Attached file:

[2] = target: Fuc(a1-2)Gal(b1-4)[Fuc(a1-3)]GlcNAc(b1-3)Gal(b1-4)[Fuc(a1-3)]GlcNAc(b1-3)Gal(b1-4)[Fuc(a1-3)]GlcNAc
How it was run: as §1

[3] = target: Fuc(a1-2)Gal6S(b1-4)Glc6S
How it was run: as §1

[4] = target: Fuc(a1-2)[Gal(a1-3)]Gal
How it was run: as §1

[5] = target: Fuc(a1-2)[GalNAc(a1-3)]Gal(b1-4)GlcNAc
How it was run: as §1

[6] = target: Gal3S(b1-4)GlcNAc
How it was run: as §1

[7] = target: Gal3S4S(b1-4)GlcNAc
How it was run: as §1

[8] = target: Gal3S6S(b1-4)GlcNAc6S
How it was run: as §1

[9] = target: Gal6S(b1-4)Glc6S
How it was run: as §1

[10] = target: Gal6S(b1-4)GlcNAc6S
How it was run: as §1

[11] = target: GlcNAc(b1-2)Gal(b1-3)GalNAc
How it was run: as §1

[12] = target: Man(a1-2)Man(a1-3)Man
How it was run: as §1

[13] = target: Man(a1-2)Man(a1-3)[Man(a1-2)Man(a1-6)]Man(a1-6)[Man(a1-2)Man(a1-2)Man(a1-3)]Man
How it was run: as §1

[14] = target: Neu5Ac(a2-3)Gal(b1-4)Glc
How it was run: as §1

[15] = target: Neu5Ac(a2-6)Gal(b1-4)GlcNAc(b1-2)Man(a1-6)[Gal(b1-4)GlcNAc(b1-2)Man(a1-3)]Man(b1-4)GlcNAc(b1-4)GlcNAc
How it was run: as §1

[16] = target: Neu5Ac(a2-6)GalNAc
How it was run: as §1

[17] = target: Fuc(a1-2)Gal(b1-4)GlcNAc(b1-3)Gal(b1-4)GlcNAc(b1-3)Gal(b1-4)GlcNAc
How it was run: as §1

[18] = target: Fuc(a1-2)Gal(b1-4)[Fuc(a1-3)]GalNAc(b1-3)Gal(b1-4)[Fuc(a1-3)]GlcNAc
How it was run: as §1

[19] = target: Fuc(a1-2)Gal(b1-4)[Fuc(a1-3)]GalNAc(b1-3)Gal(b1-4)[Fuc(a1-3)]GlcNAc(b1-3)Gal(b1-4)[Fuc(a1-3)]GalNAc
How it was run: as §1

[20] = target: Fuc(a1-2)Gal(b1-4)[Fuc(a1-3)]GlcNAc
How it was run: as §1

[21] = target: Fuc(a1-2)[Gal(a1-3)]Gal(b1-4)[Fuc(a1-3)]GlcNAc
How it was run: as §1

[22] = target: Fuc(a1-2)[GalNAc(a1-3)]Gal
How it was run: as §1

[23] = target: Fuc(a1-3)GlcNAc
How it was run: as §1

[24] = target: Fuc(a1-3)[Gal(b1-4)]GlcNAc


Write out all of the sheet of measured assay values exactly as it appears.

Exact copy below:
[2] = target: Fuc(a1-2)Gal(b1-4)[Fuc(a1-3)]GlcNAc(b1-3)Gal(b1-4)[Fuc(a1-3)]GlcNAc(b1-3)Gal(b1-4)[Fuc(a1-3)]GlcNAc
How it was run: as §1

[3] = target: Fuc(a1-2)Gal6S(b1-4)Glc6S
How it was run: as §1

[4] = target: Fuc(a1-2)[Gal(a1-3)]Gal
How it was run: as §1

[5] = target: Fuc(a1-2)[GalNAc(a1-3)]Gal(b1-4)GlcNAc
How it was run: as §1

[6] = target: Gal3S(b1-4)GlcNAc
How it was run: as §1

[7] = target: Gal3S4S(b1-4)GlcNAc
How it was run: as §1

[8] = target: Gal3S6S(b1-4)GlcNAc6S
How it was run: as §1

[9] = target: Gal6S(b1-4)Glc6S
How it was run: as §1

[10] = target: Gal6S(b1-4)GlcNAc6S
How it was run: as §1

[11] = target: GlcNAc(b1-2)Gal(b1-3)GalNAc
How it was run: as §1

[12] = target: Man(a1-2)Man(a1-3)Man
How it was run: as §1

[13] = target: Man(a1-2)Man(a1-3)[Man(a1-2)Man(a1-6)]Man(a1-6)[Man(a1-2)Man(a1-2)Man(a1-3)]Man
How it was run: as §1

[14] = target: Neu5Ac(a2-3)Gal(b1-4)Glc
How it was run: as §1

[15] = target: Neu5Ac(a2-6)Gal(b1-4)GlcNAc(b1-2)Man(a1-6)[Gal(b1-4)GlcNAc(b1-2)Man(a1-3)]Man(b1-4)GlcNAc(b1-4)GlcNAc
How it was run: as §1

[16] = target: Neu5Ac(a2-6)GalNAc
How it was run: as §1

[17] = target: Fuc(a1-2)Gal(b1-4)GlcNAc(b1-3)Gal(b1-4)GlcNAc(b1-3)Gal(b1-4)GlcNAc
How it was run: as §1

[18] = target: Fuc(a1-2)Gal(b1-4)[Fuc(a1-3)]GalNAc(b1-3)Gal(b1-4)[Fuc(a1-3)]GlcNAc
How it was run: as §1

[19] = target: Fuc(a1-2)Gal(b1-4)[Fuc(a1-3)]GalNAc(b1-3)Gal(b1-4)[Fuc(a1-3)]GlcNAc(b1-3)Gal(b1-4)[Fuc(a1-3)]GalNAc
How it was run: as §1

[20] = target: Fuc(a1-2)Gal(b1-4)[Fuc(a1-3)]GlcNAc
How it was run: as §1

[21] = target: Fuc(a1-2)[Gal(a1-3)]Gal(b1-4)[Fuc(a1-3)]GlcNAc
How it was run: as §1

[22] = target: Fuc(a1-2)[GalNAc(a1-3)]Gal
How it was run: as §1

[23] = target: Fuc(a1-3)GlcNAc
How it was run: as §1

[24] = target: Fuc(a1-3)[Gal(b1-4)]GlcNAc